02:17 GMT – Disaster-stricken Beirut to welcome France’s Macron

French President Emmanuel Macron is set to arrive in Beirut on Thursday and will meet the country’s leaders following the deadly blast that killed at least 135 people and injured 5,000 others.

Macron had already spoken to Lebanon’s President Michel Aoun after the disaster, and has ordered the deployment of assistance to the country.

01:45 GMT – Rescuers continued to dig out survivors of Beirut explosion

Search and rescue workers, who are working around the clock in the Lebanese, capital, have dug out a child from under the rubble of the explosion, more than 24 hours after the incident.

A video circulating on social media showed rescuers frantically digging debris from the collapsed building as they tried to extract the survivor.

At least 135 people were killed and around 5,000 more were injured following the blast on Tuesday.

01:17 GMT – Parisians hold prayer vigil for victims of Beirut blast

Lebanese nationals living in Paris and other members of the public held a prayer vigil in the French capital to show solidarity with the victims of a massive explosion in Beirut, Lebanon.

The crowd gathered on Wednesday night outside the Basilica of the Sacred Heart in Paris.

Other images of the event showed people in tears as they mourn the victims of the disaster. At least 135 people were killed and around 5,000 more were injured following the blast on Tuesday afternoon. 

Lebanon - France

Lebanese nationals in Paris and other members of the public light candles during the Solidarity Stand event, held to show support for the victims of a massive explosion in Beirut [Mohammed Badra/EPA]

00:15 GMT – Germany sends aid, rescue teams to Lebanon

Germany dispatched rescue teams to help Lebanese authorities find survivors trapped beneath rubble in Beirut.

Teams from the German THW, the country’s emergency organisation, and International Search and Rescue Germany boarded a flight from Frankfurt on Wednesday evening destined for Beirut.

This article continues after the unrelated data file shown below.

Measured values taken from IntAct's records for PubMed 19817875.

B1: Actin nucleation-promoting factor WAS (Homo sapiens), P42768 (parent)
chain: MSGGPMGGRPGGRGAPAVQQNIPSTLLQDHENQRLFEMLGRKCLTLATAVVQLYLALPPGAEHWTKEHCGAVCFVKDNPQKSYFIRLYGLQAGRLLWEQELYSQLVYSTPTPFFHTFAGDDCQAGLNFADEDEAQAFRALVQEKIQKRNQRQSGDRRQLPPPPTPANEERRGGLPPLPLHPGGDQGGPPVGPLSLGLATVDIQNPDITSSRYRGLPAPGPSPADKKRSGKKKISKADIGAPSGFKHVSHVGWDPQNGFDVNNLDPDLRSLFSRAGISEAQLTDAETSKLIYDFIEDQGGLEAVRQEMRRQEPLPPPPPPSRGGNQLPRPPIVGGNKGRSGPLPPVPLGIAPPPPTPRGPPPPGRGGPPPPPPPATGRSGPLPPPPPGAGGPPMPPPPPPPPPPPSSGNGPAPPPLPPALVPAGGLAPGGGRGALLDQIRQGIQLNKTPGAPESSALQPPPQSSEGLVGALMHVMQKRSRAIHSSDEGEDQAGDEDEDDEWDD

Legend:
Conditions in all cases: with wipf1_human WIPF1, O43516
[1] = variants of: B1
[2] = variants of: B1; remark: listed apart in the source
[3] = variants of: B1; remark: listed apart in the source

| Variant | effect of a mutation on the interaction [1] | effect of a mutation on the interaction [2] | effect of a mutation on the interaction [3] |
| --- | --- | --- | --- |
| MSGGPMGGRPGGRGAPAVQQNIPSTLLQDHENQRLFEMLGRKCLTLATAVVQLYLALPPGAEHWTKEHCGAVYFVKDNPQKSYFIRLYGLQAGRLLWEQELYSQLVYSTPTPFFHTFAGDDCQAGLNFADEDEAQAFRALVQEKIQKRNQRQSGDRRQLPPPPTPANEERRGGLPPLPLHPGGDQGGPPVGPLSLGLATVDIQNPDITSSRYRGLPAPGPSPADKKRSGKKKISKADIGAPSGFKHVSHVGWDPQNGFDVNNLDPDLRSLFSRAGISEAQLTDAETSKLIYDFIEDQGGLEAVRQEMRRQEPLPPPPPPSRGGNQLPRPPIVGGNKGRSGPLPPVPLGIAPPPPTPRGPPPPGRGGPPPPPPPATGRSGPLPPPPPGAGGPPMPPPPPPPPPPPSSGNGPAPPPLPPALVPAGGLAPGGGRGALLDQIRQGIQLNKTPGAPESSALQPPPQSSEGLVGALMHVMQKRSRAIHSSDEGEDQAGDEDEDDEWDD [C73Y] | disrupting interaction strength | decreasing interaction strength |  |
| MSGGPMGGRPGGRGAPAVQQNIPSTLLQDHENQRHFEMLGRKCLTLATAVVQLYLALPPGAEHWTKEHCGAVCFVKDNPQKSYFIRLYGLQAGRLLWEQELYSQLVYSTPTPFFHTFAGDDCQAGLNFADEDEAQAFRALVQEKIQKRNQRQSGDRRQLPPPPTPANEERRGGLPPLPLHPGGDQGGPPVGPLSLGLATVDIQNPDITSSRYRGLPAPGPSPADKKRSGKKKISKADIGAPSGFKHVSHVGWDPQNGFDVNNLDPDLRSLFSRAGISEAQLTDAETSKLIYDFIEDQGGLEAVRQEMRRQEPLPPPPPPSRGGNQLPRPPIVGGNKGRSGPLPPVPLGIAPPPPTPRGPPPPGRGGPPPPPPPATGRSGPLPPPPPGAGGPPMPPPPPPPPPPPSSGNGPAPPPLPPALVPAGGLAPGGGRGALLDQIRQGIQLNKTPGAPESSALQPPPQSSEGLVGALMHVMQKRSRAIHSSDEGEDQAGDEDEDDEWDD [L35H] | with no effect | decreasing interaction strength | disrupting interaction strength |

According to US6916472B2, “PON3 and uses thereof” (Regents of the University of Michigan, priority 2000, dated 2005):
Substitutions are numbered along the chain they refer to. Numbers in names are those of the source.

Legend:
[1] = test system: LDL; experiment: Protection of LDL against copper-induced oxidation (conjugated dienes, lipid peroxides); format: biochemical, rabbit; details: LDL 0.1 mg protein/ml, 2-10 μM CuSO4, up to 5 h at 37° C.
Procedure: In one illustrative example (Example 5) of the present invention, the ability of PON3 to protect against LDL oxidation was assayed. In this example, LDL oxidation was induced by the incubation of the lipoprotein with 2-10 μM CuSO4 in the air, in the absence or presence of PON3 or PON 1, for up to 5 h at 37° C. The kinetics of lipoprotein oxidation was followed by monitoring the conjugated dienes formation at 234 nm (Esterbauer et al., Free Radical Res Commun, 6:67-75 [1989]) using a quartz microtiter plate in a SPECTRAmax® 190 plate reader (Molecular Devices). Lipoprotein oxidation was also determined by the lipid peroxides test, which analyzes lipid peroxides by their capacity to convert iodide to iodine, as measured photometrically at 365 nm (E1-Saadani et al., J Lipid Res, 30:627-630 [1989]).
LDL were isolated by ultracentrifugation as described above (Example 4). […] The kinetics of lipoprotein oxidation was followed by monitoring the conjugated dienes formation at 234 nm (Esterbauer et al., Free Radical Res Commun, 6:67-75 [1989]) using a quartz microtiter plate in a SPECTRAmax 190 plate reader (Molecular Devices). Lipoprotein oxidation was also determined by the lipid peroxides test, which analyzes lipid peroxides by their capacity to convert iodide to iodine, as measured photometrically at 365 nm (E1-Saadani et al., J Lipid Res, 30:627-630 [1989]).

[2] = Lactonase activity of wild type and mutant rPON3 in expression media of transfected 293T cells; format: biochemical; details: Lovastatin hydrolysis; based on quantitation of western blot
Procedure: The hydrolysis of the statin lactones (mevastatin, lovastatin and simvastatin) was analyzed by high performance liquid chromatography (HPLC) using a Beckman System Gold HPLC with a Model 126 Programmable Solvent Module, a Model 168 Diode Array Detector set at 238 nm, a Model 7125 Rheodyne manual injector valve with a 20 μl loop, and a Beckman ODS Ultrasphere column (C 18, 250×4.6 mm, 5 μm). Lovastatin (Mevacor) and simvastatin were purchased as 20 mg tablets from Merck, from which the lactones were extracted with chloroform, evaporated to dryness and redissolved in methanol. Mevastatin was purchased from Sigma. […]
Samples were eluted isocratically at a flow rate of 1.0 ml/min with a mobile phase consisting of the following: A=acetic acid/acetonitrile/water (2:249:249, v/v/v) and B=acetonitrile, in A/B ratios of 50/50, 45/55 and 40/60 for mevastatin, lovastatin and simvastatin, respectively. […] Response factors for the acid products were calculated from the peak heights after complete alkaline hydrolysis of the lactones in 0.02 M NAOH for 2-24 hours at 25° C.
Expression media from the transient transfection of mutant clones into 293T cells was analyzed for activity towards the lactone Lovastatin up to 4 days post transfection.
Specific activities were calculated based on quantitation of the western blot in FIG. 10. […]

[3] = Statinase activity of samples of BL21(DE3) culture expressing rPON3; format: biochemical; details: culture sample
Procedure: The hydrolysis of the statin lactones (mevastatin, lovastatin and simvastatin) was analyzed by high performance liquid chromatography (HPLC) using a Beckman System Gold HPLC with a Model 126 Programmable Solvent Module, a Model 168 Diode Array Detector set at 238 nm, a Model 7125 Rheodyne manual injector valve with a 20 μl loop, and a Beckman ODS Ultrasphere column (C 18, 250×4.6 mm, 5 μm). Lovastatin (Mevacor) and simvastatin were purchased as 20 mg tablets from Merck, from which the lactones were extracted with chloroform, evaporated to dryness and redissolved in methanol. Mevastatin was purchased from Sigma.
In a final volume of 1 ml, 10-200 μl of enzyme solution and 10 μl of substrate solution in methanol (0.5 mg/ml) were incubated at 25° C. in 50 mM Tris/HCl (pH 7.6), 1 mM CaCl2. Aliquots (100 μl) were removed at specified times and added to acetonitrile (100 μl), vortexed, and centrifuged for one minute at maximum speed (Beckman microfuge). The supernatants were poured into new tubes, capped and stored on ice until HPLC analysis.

On board are search and rescue dogs, medical assessment teams, as well as 15 tonnes of equipment and tools, Timo Eilhard of the THW told Reuters News Agency.

Wednesday, August 5

23:11 GMT – 10 of 11 missing Filipino seafarers near Beirut blast site found safe

The Philippine Embassy in Lebanon reported that 10 of the 11 seafarers, who were initially reported missing following the massive blast in Beirut, have been found.

According to a statement from the Philippine government, the seafarers suffered minor injuries and are now being looked after their shipping company. One seafarer remains missing.

Earlier, the Philippine government reported at least two Filipino workers were killed and six others injured in the blast.

20:50 GMT – World Bank says ready to mobilise financing for Lebanon blast recovery

The World Bank Group said it stands ready to assess Lebanon’s damage and needs after a devastating Beirut port explosion and work with the country’s partners to mobilise public and private financing for reconstruction and recovery.

The World Bank said in a statement that it “would be also willing to reprogramme existing resources and explore additional financing to support rebuilding lives and livelihoods of people impacted by this disaster”. 

20:15 GMT – Support for hospitals and trauma response is a top priority: UN

The United Nations is working closely with the authorities in Lebanon to support continuing response in the aftermath of the massive explosion, UN Deputy Spokesperson Farhan Haq told reporters.

“The World Health Organization is working closely with the Lebanese Ministry of Health to conduct an assessment of hospital facilities in Beirut, their functionality and needs for additional support, particularly amid the COVID-19 pandemic”, he said.

“Specialists are being dispatched to Beirut at the moment to assist in the emergency response, both from the United Nations and multiple Member States. Experts are en route to support urban search and rescue operations. Teams are also equipped to conduct rapid assessments about the situation on the ground and help coordinate emergency response activities.”

Protective gloves are scattered on the ground at a damaged hospital following Tuesday's blast in Beirut, Lebanon August 5, 2020. REUTERS/Mohamed Azakir

Protective gloves are scattered on the ground at a damaged hospital following Tuesday’s blast in Beirut, Lebanon [Mohamed Azakir/Reuters]

19:12 GMT – Baghdad will provide fuel aid to Beirut